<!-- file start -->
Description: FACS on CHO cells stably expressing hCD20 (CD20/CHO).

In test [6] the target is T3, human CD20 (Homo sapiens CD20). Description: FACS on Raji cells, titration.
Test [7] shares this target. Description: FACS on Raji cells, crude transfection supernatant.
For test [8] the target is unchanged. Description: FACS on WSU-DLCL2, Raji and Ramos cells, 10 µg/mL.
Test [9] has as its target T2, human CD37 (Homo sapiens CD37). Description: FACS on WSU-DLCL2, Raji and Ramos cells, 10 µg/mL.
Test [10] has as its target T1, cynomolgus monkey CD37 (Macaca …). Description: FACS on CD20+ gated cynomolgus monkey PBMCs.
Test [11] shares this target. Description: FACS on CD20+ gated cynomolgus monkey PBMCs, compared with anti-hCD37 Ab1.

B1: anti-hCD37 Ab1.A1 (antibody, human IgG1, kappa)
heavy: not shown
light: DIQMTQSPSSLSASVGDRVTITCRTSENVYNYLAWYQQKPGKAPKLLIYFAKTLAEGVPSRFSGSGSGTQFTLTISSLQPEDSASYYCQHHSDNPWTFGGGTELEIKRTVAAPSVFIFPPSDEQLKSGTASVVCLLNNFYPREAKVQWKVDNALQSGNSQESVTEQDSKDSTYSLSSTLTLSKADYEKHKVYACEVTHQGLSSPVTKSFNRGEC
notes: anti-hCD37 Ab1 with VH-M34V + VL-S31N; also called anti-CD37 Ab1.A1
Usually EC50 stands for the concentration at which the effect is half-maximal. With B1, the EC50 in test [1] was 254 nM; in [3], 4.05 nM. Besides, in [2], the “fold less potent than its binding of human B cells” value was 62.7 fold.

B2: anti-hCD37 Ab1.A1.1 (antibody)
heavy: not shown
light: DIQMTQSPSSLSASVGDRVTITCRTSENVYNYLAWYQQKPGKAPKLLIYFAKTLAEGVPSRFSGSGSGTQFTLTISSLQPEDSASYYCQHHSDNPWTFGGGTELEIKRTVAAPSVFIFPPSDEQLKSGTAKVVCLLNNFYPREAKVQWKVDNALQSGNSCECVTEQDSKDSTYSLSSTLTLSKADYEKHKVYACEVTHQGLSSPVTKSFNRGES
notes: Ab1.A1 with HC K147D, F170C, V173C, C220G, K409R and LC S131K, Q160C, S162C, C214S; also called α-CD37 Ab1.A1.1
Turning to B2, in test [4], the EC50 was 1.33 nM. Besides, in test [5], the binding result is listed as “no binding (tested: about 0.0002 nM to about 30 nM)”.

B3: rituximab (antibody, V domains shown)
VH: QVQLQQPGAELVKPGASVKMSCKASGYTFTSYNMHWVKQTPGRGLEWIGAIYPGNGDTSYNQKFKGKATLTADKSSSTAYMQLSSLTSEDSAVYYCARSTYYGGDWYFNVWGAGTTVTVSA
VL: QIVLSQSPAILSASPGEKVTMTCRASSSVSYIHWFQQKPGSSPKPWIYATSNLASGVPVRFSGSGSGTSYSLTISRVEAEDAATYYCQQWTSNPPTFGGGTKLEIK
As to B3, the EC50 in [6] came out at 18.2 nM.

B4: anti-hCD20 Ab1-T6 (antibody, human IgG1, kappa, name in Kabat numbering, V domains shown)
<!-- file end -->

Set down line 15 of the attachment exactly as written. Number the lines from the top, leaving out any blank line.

light: DIQMTQSPSSLSASVGDRVTITCRTSENVYNYLAWYQQKPGKAPKLLIYFAKTLAEGVPSRFSGSGSGTQFTLTISSLQPEDSASYYCQHHSDNPWTFGGGTELEIKRTVAAPSVFIFPPSDEQLKSGTAKVVCLLNNFYPREAKVQWKVDNALQSGNSCECVTEQDSKDSTYSLSSTLTLSKADYEKHKVYACEVTHQGLSSPVTKSFNRGES